Children suffering from EBD have been observed to be significantly heterogeneous; hence, varied conceptual intervention models have been employed for intervention purposes. The numerous complex and impetuous problematic behaviors demonstrated by students with EBD are behavioral deficits or excesses (Yell, Meadows, Drasgow, & Shriner, 2009). However, there exist various models to select from while designing and implementation of behavioral interventions and education. These models entail biological, psycho-dynamic, behavioral, humanistic, psycho-educational and ecological models, as well as social-cognitive model, which is widely used in modern intervention processes.
The psycho-dynamic models are premised on a hypothesis of pathological disproportion in an individual’s Ego, Super ego and Id; hence this model is inherently a psychoanalytic model. The biogenic/biological model is based on the premise that behavior is a resulting factor of neurophysiological activities and mechanisms; as such, it may opt for surgical or drug therapies in the resolution of negative or erratic behaviors (Yell et al., 2009). Meanwhile, a humanistic model pays attention to an individual’s surrounding through a criterion based on experiential learning. Humanistic intervention model requires heightened intellectual skills aimed at developing awareness of an individual’s behavior, thoughts, outcomes and interactions. This model is based on the belief that behavior is a reaction to environmental predispositions. Hence, it concentrates on altering consequent or precursor events in order to obtain more acceptable and positive behaviors.
The fundamental assumption is that people are socially intertwined; therefore, human interactions significantly predetermine behaviors. The psycho-educational intervention model functions on the basis that a student’s behavior is influenced by unconscious conflicts and motivations that intervene in their routine prerequisites of a student’s life. As such, an educator’s function is to sensitize the student by creating awareness of negative behavior and influence their thoughts in terms of alternatives and outcomes; thus change their initial responses towards positive results in the future (Merrell & Walker, 2004). A significant number of practitioners in the Emotional and Behavioral Disorders field incorporate concepts, definitions and methodologies, from behaviorism in their application of the social-cognitive model.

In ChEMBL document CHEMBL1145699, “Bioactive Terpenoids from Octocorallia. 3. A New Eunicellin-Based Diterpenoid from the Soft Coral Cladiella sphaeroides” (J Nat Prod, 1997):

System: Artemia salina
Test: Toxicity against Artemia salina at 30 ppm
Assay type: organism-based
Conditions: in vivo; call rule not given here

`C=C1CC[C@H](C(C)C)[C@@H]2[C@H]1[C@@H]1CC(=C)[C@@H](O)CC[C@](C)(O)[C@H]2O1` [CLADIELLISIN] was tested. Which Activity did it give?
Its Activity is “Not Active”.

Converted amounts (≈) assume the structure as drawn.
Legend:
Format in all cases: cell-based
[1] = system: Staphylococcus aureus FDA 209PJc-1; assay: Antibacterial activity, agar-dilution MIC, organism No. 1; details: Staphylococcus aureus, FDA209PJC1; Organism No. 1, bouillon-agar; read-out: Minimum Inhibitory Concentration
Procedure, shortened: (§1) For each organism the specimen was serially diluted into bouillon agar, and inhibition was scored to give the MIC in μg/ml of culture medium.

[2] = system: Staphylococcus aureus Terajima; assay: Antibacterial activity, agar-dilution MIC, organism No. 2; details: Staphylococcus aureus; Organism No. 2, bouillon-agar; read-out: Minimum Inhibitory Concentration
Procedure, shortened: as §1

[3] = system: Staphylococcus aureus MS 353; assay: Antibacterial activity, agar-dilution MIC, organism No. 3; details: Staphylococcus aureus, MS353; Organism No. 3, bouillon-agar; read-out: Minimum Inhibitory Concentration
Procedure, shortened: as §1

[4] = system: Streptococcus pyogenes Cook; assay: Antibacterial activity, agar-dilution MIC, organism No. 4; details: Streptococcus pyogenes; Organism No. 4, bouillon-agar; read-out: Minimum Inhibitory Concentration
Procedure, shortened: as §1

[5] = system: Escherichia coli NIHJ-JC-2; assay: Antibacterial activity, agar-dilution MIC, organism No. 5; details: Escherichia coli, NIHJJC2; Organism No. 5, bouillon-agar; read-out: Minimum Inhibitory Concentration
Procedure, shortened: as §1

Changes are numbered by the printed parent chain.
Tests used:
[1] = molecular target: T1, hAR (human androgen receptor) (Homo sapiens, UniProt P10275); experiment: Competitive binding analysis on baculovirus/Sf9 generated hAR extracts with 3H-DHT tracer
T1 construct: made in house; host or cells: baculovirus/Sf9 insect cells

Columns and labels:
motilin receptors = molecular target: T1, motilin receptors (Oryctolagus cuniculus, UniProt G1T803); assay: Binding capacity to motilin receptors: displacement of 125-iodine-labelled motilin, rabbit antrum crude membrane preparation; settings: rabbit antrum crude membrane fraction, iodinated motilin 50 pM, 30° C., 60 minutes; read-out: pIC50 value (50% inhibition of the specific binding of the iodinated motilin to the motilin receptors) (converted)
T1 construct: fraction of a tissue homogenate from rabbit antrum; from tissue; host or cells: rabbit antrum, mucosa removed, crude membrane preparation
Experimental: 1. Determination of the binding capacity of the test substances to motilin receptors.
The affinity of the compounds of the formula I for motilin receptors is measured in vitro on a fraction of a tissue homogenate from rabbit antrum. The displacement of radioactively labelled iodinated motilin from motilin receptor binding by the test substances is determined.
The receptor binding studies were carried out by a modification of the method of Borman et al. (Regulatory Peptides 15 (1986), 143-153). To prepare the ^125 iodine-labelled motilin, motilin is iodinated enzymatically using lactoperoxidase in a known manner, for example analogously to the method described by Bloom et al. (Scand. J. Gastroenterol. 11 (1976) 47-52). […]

Nevertheless, given that behaviorism fails to explain the complexities and intricacies of the human experience in total, the social cognitive-theory attempts to integrate the cognition and environmental roles in elucidating an individual’s behavior. The social-cognitive theory critically evaluates the reciprocal impacts of individual-based variables, behavior and environment while seeking to facilitate a significant understanding and interpretation of the ways in which social context and personal agency influence decisions. Therefore, focused future initiatives should not be tailored to exclude the minimal number of students with EBD from receiving critical services, such as education. However, concern should be premised on the development of improved service delivery systems aimed at enhancing the outcomes and benefits for EBD students (Merrell & Walker, 2004).
The causes of EBD in students vary as a result of their different incidents and medical histories; therefore, it is critical for educators to identify the causal factors of EBD to develop appropriate intervention models for the EBD students. The varied causes of EBD create a complex challenge of determining the primary against the secondary causal factors and subsequent tertiary remedial factors. Schools are obligated to influence society and families through their intervention. Occasionally, a causal factor may not be manifest at first, or if it has manifested, a reasonable remedial course may not be feasible.
Therefore, facts, scientific inquiry and unbiased interpretations and assessments should be balanced to facilitate the development of an optimal strategy for behavior intervention, which is integrated in an educational model. While an individual’s intelligence is not subject to variations, except as a consequence of unfortunate disease or accident, a person’s behavior can be changed through education and intervention entailing rigorous cognitive and proactive strategies such as social skills training.